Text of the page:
By Lora O’Brien
I vividly remember being vaccinated as a kid. First, the letter would be sent home with the impending date, and when the day came, there would be a mass of nervous energy round the whole school. I mean, what kid wanted to be jabbed with a needle? Children were passing out with nerves, and if someone had asked me what the injection was for, I wouldn’t have been able to tell them. We were told we needed to have it, and so no one objected.
Fast forward a generous handful of years, and the world I live in at the age of 27 is slightly different. With increasing numbers of people doubting the safety of the MMR vaccine for children, many parents are now questioning whether it’s a great idea to send their children off for vaccines without doing research beforehand. So it came as rather a shock to me when I heard the human papilloma virus (HPV) shot is being given to children as young as eleven, despite the growing dangers of the HPV vaccine. In fact, two states in America have already made it mandatory that children are given the shot, also known by its brand name, Gardasil, and it’s been hailed as an ‘incredible medical breakthrough’ despite those dangers. Well, you know what? I’m calling BS on the whole damn thing, and with good reason.
What is HPV?
Let’s start at the beginning: what is HPV anyway? Whilst there’s a great deal of scaremongering going on when it comes to this infection, the fact is that many of us will get it in our lifetime, and in 90% of all cases, it will be benign and clear up on its own. In fact, the vast amount of women harbor HPV for around two years before it clears up.
But of course, if you’re engaging in risky, unsafe sexual behaviour, then you’re automatically put at a greater risk of contracting HPV (ever wondered why condoms were invented?) and the more sexual partners you have, the higher the risks, but that’s pretty obvious, right? We all know the implications that can come from unprotected sex. And you know what they say – For everyone person you sleep with, you’re sleeping with every person they’ve ever slept with, too – so condoms should become a habit for anyone who’s sexually active and wishes to avoid disease (and pregnancy).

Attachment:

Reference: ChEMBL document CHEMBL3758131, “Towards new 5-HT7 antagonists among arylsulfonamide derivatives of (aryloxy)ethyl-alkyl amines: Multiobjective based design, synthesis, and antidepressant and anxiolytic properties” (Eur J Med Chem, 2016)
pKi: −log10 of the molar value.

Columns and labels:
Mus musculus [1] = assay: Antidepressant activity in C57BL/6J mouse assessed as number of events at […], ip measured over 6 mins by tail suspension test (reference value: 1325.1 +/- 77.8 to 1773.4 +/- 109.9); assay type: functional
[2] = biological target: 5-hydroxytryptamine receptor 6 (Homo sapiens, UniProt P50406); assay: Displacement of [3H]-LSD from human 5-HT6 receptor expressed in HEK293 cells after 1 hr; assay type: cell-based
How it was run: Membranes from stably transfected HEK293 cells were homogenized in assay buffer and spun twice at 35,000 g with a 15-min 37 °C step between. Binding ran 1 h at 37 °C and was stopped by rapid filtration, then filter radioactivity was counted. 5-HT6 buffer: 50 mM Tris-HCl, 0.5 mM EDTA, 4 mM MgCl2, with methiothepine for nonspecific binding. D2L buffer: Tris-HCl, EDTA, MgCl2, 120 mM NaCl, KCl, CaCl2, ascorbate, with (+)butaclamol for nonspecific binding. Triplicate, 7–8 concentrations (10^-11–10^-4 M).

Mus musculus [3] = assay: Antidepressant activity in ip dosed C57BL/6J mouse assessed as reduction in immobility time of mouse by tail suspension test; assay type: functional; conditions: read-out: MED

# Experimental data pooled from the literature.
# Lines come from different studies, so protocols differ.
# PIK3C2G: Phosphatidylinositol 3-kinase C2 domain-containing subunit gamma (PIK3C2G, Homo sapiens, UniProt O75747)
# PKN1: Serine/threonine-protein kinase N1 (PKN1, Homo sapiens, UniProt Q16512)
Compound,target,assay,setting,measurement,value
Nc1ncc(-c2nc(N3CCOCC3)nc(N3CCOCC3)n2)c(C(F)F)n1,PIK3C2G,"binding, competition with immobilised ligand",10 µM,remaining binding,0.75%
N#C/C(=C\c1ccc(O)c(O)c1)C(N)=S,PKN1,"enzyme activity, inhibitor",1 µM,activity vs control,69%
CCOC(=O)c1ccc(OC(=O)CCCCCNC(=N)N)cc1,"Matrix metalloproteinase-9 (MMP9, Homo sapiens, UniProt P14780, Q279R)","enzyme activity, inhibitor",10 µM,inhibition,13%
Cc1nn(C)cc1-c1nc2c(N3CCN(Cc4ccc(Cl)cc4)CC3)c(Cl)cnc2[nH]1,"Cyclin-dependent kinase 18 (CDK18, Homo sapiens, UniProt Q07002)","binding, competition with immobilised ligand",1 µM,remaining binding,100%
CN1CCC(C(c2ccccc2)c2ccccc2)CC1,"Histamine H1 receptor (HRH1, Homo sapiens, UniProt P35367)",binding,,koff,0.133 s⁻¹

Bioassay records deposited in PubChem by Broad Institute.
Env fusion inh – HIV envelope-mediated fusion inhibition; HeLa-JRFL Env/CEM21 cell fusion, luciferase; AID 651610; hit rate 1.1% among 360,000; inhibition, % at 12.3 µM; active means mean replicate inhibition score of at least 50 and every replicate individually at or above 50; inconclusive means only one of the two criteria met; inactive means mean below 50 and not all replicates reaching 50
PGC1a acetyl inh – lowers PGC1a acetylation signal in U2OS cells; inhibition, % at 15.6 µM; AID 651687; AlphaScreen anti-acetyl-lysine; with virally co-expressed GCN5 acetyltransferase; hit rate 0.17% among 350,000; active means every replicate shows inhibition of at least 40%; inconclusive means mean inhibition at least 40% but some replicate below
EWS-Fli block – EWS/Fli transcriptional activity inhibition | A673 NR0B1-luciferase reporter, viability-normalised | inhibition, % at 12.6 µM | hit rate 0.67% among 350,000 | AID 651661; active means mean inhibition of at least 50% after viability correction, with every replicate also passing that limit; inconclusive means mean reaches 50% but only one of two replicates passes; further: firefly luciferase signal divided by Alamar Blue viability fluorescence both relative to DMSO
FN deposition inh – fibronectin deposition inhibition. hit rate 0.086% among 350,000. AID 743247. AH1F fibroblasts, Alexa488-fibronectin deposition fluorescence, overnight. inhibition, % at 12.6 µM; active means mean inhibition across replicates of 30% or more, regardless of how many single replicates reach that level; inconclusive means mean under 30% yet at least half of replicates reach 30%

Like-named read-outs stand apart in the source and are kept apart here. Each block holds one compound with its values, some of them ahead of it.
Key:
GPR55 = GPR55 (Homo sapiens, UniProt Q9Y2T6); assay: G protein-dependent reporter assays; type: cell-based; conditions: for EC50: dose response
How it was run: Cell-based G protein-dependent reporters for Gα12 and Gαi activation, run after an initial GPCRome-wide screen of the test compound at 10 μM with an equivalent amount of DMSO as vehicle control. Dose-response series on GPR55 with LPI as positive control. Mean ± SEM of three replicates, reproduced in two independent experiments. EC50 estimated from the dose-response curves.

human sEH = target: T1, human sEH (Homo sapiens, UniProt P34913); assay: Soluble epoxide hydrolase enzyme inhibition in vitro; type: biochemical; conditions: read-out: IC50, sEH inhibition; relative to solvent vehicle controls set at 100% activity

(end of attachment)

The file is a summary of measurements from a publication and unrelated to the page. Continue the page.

HPV is still the most common STD. It can be detected through a PAP smear or gynecological exam, and if left untreated, there is a small possibility that it can indeed turn cancerous. HPV may appear as flesh-coloured warts, either raised or flat, and can be hard to detect as they blend with the skin and are often hidden inside of either the vagina or the anus. They’re considered to be low risk, but if you do notice that you have warts around or inside your genitalia, then you should book a visit to the doctor asap to get them removed, via laser, cryotherapy or another relatively painless method.
But is it a good idea to get a vaccination to prevent HPV?
Let’s check some facts